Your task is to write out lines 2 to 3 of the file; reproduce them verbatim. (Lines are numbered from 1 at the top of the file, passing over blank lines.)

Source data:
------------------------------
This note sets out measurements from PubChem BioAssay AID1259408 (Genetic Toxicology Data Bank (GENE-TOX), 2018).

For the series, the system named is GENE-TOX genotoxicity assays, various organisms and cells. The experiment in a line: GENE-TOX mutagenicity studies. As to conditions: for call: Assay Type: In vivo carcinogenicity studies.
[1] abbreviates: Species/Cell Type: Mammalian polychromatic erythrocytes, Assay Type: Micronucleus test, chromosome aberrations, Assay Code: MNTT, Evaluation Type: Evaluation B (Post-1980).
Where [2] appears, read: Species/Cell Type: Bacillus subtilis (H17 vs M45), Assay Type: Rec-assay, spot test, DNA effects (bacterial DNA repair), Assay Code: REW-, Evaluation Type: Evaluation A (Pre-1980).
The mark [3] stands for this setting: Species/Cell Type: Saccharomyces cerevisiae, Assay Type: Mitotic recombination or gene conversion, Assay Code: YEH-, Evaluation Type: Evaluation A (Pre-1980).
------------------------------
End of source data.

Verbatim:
For the series, the system named is GENE-TOX genotoxicity assays, various organisms and cells. The experiment in a line: GENE-TOX mutagenicity studies. As to conditions: for call: Assay Type: In vivo carcinogenicity studies.
[1] abbreviates: Species/Cell Type: Mammalian polychromatic erythrocytes, Assay Type: Micronucleus test, chromosome aberrations, Assay Code: MNTT, Evaluation Type: Evaluation B (Post-1980).